Acts Lesson 7

In this lesson we see some very important events. The efforts of Phillip, the conversion of Saul and the events around the gentile Cornelius and the apostle Peter will herald a change in direction of the spread of the gospel. We will see God’s plan unfolding for the gospel reaching to the ends of the earth and to all people, not just the Jews! Do not miss how radical this would be. 

Acts 8:1-4

The book of Acts is often a study in contrasts.  We have been seeing a contrast between the inner struggles of the church versus the outward struggles of the church.  This chapter continues some of those contrasts. The last chapter closes with the martyrdom of Stephen. The church has already been under some persecution, but until now there had been a boundary line beyond which the Jewish authorities had not been willing to cross. Things were very bad. Stephen had been executed. Others were being arrested and imprisoned. But we see that the persecution drove the Christians to disperse, and in doing so they were reaching others with the message of the Messiah. Another example of God using evil to bring about good!

Acts 8:5-8

This chapter gives us a transition. It is a pivotal point in the history of the Church. Up to this time, the knowledge of God had been primarily focused in Jerusalem. Jerusalem was the single beacon of light which was to draw all the nations to herself. This is what happened at Pentecost. Jews from all the nations gathered together to meet the Lord. But this will now all change. Instead of the world coming to the church, now the church will go to the world.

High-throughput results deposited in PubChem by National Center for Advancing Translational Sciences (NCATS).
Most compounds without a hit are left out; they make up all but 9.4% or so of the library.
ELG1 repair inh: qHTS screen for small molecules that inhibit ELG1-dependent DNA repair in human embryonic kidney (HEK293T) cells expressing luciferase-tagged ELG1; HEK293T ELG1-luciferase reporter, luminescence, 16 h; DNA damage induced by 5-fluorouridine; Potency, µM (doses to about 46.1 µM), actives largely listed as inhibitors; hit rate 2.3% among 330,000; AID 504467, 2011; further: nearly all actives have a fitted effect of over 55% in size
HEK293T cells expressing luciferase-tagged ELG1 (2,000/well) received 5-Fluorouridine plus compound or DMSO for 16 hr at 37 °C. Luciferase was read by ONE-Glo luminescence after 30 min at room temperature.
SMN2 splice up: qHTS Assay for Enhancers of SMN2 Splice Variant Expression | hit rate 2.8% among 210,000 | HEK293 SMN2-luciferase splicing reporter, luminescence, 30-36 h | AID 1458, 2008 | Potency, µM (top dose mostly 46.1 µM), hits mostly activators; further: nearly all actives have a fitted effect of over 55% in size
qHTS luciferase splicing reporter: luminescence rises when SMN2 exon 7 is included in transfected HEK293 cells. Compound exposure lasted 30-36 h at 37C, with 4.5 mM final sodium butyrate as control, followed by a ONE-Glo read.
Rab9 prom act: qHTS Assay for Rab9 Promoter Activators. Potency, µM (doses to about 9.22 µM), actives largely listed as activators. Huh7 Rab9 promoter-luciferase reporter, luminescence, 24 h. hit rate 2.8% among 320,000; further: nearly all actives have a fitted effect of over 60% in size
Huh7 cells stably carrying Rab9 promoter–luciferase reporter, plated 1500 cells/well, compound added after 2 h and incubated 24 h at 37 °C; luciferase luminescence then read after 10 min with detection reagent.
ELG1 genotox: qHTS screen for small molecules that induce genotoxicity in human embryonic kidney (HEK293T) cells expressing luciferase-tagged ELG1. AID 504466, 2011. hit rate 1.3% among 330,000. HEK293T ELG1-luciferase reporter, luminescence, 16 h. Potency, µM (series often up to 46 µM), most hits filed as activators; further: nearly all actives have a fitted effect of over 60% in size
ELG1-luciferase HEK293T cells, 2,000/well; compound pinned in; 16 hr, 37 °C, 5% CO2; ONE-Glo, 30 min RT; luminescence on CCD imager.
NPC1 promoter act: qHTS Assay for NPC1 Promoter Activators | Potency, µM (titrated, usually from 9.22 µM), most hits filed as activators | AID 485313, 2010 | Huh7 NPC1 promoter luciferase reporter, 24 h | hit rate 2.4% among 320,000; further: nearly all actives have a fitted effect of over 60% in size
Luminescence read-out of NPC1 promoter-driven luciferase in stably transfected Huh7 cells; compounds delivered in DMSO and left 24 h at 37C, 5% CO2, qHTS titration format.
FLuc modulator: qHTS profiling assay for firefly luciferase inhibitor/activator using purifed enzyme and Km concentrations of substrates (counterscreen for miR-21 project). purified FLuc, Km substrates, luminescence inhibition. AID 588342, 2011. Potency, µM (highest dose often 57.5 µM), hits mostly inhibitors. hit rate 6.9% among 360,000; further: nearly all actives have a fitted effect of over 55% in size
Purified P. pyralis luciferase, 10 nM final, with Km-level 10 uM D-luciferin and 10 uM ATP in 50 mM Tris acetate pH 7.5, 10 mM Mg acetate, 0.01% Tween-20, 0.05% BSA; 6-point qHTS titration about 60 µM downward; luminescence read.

Philip is a Greek name. It was a fairly common name among the Greeks and had been ever since the days of Philip the father of Alexander the Great. This is not the same Philip who was one of the apostles. This is a different Philip. He was first introduced to us when the first deacons were chosen. He was named immediately after Stephen (Acts 6:5). Continue reading “Acts Lesson 7”

Acts Lesson 6

Up to this point, our focus in the book of Acts has been upon the Twelve and upon Peter and John. But now there is a change. With the appointment of the first seven deacons in Acts 6:1-6, there are new leading figures within the church.